Riding on the rail trail

The first Pilot Rail Trail in NSW

The Tumbarumba to Rosewood Rail Trail was opened on 3 April 2020 virtually, due to the COVID-19 lockdown.

Watch our opening here:

Thanks to Bicycle NSW, Rail Trails Australia and Rail Trails for NSW for their support in making this video which shows the benefits of the rail trail to local businesses.

21 km of vistas, serenity, gentle gradients and sweeping curves

Visit Snowy Valleys


Getting to the Trail

Tumbarumba to Rosewood: Jump on your bike at the Visitor Information Centre on Bridge St, meet up with the multi-use path on Cape St and cycle your way to the creekscape. Ride past the playground and pump track then cross Mate St through to Albury Close. Follow the cycle path up Albury St to the road crossing into Langlands St, continue around the corner into Figures St.

Rosewood to Tumbarumba: If driving, turn off Wagga Road at Rosewood Memorial Park.

Popular Journeys

Tumbarumba – Sawpit Creek: 6.5km (one way)

Sawpit Creek – Rosewood: 15km (one way)

Rosewood – Wolseley Park Station: 6km (one way)


We are proud to be the first Rail Trail on Government land in NSW.

Get in Touch

Reach out so we can work together to ensure you get the most out of your rail trail experience.

Figures St
Tumbarumba, NSW 2653

Phone: Tumbarumba Visitor Information Centre 02 69483333

Rail Trail is maintained by Snowy Valleys Council (SVC) with guidance from a steering committee made up of local volunteers.

This site is managed by volunteer rail trail enthusiasts.

Please note this page is an unofficial page for the rail trail run by volunteers and β€˜friends’ of the rail trail. We acknowledge the funding bodies as in this photo.

sign of acknowledgement
sign of acknowledgement

Opening Hours

Always open unless Snowy Valleys Council deem it too dangerous – eg. total fire ban, flooding….

Railway History:

1912 – Construction began

9 March 1921 – First train to Tumbarumba from Wagga Wagga for the offical opening

September 1974 – Use of railway line had ceased

3 April 2020 – Rail Trail officially opened

3 thoughts on “Home

  1. Hello, thank you very much for creating this rail trail. We came from Sydney to ride it. We began and Rosewood and rode to Tumbarumba and back at a in. It’s a fabulous trail. We had breakfast in Tumbarumba and then lunch on our return at Gone Barmy which was delicious, ver friendly service and a great way to end a great ride. We met wonderful people while riding. We hope you are able to extend the trail into Gundagai and Wagga. Well done to you cycling enthusiasts and Snowy Valleys Council. I will tell all my cycling friends and we will be back.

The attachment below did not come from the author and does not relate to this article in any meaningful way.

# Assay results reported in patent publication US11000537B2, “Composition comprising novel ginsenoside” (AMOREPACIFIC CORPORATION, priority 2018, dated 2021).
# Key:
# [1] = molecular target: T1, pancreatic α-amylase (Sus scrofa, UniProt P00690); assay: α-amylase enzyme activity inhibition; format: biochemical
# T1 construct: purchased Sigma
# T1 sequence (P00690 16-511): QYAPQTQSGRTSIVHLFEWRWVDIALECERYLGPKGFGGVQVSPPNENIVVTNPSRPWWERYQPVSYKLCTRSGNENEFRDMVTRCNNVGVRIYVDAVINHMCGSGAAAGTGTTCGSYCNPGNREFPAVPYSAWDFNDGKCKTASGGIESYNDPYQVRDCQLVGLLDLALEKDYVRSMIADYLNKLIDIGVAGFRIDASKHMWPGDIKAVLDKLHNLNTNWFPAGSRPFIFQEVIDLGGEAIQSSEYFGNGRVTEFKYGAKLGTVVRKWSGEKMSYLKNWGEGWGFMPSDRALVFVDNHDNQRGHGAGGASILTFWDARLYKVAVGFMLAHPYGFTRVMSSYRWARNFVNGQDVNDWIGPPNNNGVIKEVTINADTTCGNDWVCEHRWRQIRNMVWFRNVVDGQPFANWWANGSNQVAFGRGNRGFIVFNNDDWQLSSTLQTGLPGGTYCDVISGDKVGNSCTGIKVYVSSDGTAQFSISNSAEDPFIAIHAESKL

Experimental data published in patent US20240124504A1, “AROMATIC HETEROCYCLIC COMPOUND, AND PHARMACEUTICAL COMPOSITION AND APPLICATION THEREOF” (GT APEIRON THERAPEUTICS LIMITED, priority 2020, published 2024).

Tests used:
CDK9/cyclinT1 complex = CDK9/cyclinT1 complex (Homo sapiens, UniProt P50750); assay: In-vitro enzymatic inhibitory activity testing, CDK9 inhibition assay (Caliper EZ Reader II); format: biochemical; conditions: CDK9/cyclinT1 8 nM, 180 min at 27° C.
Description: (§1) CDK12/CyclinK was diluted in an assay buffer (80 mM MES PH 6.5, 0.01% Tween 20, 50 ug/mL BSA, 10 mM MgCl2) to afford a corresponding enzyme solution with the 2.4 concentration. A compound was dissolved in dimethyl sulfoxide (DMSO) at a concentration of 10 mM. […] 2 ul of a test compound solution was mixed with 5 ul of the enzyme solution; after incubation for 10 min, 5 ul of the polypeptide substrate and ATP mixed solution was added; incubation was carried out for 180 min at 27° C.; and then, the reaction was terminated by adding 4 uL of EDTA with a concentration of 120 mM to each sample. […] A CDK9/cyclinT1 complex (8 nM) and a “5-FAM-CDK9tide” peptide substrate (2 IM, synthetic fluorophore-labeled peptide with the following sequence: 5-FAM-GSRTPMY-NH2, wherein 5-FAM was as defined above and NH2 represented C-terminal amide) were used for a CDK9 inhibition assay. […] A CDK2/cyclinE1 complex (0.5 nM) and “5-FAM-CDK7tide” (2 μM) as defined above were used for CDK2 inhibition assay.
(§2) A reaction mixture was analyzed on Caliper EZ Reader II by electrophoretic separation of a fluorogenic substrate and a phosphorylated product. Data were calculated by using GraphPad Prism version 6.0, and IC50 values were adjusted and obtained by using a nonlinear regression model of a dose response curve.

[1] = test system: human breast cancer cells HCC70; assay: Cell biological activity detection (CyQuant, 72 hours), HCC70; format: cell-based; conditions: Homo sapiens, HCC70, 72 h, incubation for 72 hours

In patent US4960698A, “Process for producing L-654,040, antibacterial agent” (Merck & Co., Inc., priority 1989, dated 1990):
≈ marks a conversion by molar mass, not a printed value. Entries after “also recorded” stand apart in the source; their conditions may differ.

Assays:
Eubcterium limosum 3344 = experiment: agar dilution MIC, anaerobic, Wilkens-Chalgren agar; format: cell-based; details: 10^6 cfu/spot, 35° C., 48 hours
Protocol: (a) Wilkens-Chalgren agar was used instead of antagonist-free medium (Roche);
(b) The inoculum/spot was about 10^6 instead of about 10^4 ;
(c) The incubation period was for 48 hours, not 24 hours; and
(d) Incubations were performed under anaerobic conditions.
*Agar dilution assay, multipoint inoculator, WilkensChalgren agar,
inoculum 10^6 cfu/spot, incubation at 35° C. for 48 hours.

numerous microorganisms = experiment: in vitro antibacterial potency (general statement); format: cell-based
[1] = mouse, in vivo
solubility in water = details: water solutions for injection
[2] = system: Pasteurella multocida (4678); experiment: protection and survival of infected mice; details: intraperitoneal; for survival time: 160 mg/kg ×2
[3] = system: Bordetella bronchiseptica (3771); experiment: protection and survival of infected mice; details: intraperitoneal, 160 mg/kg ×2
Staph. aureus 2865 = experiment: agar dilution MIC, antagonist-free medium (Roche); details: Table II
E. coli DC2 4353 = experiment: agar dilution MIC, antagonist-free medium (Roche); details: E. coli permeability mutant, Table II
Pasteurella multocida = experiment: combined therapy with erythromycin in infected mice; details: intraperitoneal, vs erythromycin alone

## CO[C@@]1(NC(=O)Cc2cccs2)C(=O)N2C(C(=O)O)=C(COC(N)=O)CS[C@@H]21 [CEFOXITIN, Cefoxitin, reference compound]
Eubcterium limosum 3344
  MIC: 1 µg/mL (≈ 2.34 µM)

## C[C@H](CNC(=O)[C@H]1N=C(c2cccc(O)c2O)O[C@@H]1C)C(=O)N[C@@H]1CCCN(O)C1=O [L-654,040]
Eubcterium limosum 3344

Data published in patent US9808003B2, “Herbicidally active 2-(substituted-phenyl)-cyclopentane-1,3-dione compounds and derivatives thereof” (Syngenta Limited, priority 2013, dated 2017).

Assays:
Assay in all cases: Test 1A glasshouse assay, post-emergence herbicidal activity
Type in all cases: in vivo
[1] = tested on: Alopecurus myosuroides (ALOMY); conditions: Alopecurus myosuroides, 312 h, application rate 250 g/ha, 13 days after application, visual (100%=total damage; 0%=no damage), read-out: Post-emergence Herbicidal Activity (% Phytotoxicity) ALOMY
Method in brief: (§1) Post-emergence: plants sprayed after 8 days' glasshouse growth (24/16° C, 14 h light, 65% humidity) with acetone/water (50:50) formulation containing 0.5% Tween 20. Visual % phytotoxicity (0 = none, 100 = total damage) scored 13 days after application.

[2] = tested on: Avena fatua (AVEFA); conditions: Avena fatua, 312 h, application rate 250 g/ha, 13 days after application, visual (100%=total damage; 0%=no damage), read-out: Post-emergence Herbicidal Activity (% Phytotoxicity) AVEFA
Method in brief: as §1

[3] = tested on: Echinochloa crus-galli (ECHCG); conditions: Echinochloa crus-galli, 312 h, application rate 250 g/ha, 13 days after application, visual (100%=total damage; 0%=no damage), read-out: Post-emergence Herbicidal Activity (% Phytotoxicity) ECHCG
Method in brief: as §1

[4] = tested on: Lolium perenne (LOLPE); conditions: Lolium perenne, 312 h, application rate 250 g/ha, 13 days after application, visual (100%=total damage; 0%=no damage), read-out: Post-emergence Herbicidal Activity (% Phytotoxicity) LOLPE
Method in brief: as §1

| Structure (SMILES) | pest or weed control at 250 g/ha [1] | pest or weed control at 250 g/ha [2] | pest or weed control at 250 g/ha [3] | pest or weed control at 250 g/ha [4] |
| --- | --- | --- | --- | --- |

Liked by 1 person

  2. Hi there πŸ˜€ my name is Zoe Evans and I am the Regional Manager for Wellways, a mental health and suicide prevention service in the Murrumbidgee. Starting on May 3rd a group of riders will be embarking on a regional challenge of riding 560km in five days πŸš΄πŸ½β€β™€οΈ, to raise awareness about suicide prevention and supports available in our communities. On Tuesday the 4th we will be riding to Tumburrumba from Gundagai πŸ₯΅. At night we will be doing a work shop in Tumbarrumba about suicide prevention and the community will have an opportunity to also hear directly from riders about what is driving them and inspiring them to ride. Some of us have trained on the rail trail, and we are so looking forward to stopping in at Tumba and supporting the community πŸ˜€

    We would love it if you could share our story and follow our journey over the five days


    For more information or to join us on the ride for a day, pls call 0418585916


  3. We travelled from Sydney in March to ride the rail trail, and it is a fantastic experience. My grandmother was born in Elm Cottage in Rosewood in 1907, so being able to ride from Tumbarumba to Rosewood is of great significance and importance to our family. The stops along the way are very informative, with beautiful countryside accompanying us all the way.
    And the milkshakes at Gone Barny nursery in Rosewood are well and truly worth the stop, but can make the return ride to Tumbarumba a bit harder.


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